Pete Buttigieg is 37 years old and the mayor of a town the size of Ballarat. (Instagram: Chasten Buttigieg)
Pete Buttigieg is exactly who US political reporters want to write about.
He is not Donald Trump, for one thing. Nor is he Joe Biden or Bernie Sanders or Elizabeth Warren.
One of a bloated (and still swelling) field of democratic 2020 contenders, Mr Buttigieg offers bored journalists a fresh face and a new name.
Yet there’s more to his narrative.
If Mr Buttigieg was to be elected, he’d be the first to go from mayor to president — and the Mayor of a town roughly the size of Ballarat to boot.
He would be the youngest president and the first millennial, stepping into the office at age 39.
He’d be the first openly gay president.
Oh, and did we mention he’s also the underdog? Or at least he was. The media’s fascination with Mr Buttigieg has, in turn, fuelled support for his candidacy.
He went from polling at less than 1 per cent in February to hovering around 10 per cent in late April.
For reference, Joe Biden has consistently held the top spot around 29 per cent. Two state polls have seen Mr Buttigieg creep up into third.
He is generating intense online search interest and attracting rally crowds so large that they reportedly throw him off his stump speech.
And Mr Buttigieg is spinning all that excitement into fundraising dollars.
In the first quarter of this year, he raised $10 million, putting him ninth in a pack of 21 Democrats vying to run against Mr Trump.
Rupert Murdoch’s son, James, was among the wealthy supporters who wrote Mr Buttigieg a cheque.
Actress and lifestyle blogger Gwyneth Paltrow is hosting a fundraiser for him, as are a slew of gay Hollywood A-listers.
@PeteButtigieg This is just a preliminary analysis, but our team’s initial report shows we raised over $7 million dollars in Q1 of this year.
In other words, the long shot is looking more and more like a viable contender.
But it’s still very early in the race.
As the media drives more and more buzz about Mr Buttigieg, he still has to clear quite a few hurdles to clinch the nomination — let alone the presidency.
Too young, too gay, too elite?
Pete Buttigieg and his husband Chasten at a rally to announce his candidacy in April 2019. (Reuters: John Gress)
Mr Buttigieg lives in South Bend, Indiana, one of the heartland’s swing regions where the election will be won or lost, but he speaks the language of the coastal elites.
His parents worked as professors at Harvard University and Mr Buttigieg made his own pilgrimage to the east coast in his 20s.
He returned home with trophies like a Rhodes Scholarship and a “global business consultant” line on his resume.
He also finished first in his class at Oxford University.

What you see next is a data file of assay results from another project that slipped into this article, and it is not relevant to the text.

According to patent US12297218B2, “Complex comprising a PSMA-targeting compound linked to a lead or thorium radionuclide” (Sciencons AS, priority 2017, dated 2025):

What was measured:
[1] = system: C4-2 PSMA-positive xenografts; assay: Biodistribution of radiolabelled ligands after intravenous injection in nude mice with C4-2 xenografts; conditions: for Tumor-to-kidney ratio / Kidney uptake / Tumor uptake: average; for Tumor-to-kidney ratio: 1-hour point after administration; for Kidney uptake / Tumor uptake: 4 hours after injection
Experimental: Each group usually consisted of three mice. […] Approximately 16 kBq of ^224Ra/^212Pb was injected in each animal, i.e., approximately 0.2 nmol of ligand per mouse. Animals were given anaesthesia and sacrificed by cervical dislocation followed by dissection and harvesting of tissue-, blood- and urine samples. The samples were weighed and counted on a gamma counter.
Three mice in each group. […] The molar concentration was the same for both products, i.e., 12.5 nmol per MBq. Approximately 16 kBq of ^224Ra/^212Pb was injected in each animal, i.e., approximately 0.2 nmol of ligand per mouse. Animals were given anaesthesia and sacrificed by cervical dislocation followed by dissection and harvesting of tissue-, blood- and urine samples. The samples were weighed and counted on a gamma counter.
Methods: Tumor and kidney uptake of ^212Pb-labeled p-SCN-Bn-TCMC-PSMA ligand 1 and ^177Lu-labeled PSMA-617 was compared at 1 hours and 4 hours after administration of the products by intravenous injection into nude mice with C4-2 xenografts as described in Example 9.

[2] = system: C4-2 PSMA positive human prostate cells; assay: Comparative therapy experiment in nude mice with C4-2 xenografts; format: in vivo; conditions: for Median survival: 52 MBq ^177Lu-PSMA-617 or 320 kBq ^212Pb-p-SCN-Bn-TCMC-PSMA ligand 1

In 2011, he became America’s youngest mayor at age 29, after winning in a landslide election in his hometown of South Bend, Indiana.
Pete Buttigieg served for seven months in Afghanistan as a lieutenant in the Navy Reserve. (Twitter: Pete Buttigieg)
He was lauded for taking seven months of leave from his mayoral role to serve in the military in Afghanistan, and earned the Joint Service Commendation medal.
In 2015, he came out as a gay man in a letter to his local newspaper.
“Being gay has had no bearing on my job performance in business, in the military, or in my current role as mayor. It makes me no better or worse at handling a spreadsheet, a rifle, a committee meeting or a hiring decision,” he wrote.
Five months after he came out, he was re-elected for a second term with 80 per cent of the vote.
Despite his accomplishments, plenty of people say he is too young to take on the big office.
Democratic presidential candidate Pete Buttigieg (right) and his husband Chasten Glezman. (AP: Jae C Hong)
Running a country of 327 million people is quite a leap from governing a town of 102,000.
Mr Buttigieg retorts by saying he would still have more executive experience than the current President.
And he says it is time for a new generation — one that grew up in the age of school shootings, climate change and recession-related economic hardship — to take the reins.
If he won, he’d join the ranks of other young world leaders, including 38-year-old Jacinda Ardern in New Zealand and 41-year-old Emmanuel Macron in France.
On top of his age, Mr Buttigieg’s sexual preference has emerged as a major talking point.
Pete and Chasten Buttigieg were married in a church service in June 2018. (Instagram: Chasten Buttigieg)
Some say the country’s not ready for a gay president, while others have controversially claimed that he is not gay enough.
@jakebackpack Folks, I wrote about Pete Buttigieg, palatable gays, class, and lying about meeting your man on Grindr.